The Cold War On American Society

1993 Words8 Pages
The time period following World War II up until the destruction of the Berlin Wall marked the time period known as the Cold War. Starting in the 1950s and lasting through the 1980s, viewpoints shifted and American society was altered due to the policies of the cold war. With each new decade, new questions were raised and it brought a new view of society during that time period. Over the years, historians have examined the decades of the cold war and raised awareness to the importance of each, but also pointed out the flaws that existed within American society. Focusing on the later decades of the cold war, the turbulent 1960s; demanded reform, the 1970s; demonstrated distrust in American government with a new liberal movement, and…show more content…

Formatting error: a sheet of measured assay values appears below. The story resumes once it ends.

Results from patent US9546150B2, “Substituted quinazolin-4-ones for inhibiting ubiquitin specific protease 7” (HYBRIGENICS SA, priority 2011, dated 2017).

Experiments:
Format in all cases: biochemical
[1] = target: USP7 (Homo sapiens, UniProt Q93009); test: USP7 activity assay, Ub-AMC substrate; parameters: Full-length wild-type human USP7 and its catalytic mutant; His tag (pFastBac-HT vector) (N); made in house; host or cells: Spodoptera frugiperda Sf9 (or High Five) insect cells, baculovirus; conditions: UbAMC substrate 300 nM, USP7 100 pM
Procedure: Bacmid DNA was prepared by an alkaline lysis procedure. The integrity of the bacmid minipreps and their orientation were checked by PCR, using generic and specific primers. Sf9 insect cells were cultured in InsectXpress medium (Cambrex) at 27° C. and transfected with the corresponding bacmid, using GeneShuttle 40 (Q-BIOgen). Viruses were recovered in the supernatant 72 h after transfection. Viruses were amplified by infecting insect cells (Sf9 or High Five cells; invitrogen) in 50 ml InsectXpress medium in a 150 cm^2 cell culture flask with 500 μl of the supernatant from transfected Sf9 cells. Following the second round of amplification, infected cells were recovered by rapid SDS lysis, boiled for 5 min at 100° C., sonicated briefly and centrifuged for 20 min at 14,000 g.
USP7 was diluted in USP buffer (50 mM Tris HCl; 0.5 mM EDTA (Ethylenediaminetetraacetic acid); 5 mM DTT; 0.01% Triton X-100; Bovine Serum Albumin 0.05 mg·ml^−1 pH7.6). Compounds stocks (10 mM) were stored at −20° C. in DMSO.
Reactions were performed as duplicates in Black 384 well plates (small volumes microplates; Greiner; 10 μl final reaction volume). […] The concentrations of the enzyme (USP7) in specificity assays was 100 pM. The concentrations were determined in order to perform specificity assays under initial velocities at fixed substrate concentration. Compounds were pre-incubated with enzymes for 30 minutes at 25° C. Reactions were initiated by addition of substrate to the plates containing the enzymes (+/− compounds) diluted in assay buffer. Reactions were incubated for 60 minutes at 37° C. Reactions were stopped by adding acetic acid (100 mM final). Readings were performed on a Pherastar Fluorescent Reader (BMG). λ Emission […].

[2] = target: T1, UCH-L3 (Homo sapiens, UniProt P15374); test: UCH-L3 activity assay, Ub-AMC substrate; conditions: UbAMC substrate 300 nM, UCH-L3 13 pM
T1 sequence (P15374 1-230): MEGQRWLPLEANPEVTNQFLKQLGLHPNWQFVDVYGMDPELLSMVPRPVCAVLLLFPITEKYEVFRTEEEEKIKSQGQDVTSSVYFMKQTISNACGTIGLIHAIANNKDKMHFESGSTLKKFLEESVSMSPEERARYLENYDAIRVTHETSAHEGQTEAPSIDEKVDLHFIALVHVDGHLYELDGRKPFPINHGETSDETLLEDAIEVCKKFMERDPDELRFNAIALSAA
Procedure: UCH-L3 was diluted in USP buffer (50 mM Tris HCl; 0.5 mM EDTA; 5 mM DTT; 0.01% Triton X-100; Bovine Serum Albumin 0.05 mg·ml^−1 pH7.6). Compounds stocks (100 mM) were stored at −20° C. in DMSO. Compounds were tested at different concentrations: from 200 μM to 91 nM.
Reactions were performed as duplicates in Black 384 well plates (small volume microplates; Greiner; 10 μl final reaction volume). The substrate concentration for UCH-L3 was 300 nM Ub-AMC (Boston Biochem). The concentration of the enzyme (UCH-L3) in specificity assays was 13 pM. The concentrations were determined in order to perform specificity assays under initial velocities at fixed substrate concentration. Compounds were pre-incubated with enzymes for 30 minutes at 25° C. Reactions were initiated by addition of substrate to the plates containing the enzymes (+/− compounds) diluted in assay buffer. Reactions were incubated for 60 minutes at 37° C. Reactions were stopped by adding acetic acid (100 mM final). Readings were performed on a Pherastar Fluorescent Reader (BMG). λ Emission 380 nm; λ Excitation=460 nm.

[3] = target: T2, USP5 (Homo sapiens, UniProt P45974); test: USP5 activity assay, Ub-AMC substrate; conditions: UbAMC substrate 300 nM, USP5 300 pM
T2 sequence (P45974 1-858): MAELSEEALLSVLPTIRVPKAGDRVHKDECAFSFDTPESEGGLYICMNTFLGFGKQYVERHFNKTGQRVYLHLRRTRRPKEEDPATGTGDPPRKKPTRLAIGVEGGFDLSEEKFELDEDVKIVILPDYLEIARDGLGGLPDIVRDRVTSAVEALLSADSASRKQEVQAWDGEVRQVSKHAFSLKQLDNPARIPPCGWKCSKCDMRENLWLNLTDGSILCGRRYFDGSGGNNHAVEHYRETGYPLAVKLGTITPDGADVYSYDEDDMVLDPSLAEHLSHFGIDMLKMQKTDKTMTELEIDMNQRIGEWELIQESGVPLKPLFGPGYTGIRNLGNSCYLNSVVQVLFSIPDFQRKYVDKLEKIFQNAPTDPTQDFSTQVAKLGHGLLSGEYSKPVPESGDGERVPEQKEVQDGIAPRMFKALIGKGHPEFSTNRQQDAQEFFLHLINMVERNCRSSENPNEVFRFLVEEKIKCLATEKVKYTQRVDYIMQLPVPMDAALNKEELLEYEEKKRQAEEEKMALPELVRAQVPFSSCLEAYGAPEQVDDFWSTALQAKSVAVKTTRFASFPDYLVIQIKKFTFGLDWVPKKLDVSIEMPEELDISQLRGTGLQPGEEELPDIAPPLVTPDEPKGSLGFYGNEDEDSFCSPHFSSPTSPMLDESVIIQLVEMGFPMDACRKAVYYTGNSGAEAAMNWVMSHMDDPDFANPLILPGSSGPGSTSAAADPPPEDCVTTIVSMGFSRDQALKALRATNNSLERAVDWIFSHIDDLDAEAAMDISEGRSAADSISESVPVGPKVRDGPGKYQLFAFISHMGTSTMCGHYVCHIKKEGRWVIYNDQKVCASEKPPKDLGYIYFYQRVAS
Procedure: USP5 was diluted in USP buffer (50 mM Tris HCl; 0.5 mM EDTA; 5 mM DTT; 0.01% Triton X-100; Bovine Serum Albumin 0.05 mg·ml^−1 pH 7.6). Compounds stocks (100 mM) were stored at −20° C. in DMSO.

By the 1970s, women’s voices were being heard and starting to make changes in the movement and politics. The development of National Organization for Women created the push for an Equal Rights Amendment which started to improve women’s lives and eventually led to more sexual freedoms with the passing of Roe v. Wade in 1972. Rosen pointed out by the 1980s, the superwoman of the 1980s replaced the supermom of the 1950s but the feminist movement saw backlash throughout the 1980s and into the 2000s. This showed the limits of the feminist movement and the struggles they faced within their own gender. However, this proved the strength of her argument that women did help transform American society during the cold war and played a huge role in understanding the dynamics of the Cold War era in American society. The weakness of Rosen’s work is the limited information presented on minority women in the United States. Because of the limited information on minority women in the feminist movement it is hard to understand how all groups of women were affected with the feminist movement and if all women equally felt the same about their place in society. Another thing to consider, when looking at the feminist movement is if African American and other minority women were more in tune with the battle for civil rights for all minorities rather than the feminist movement. In Erin M. Kempker’s, journal
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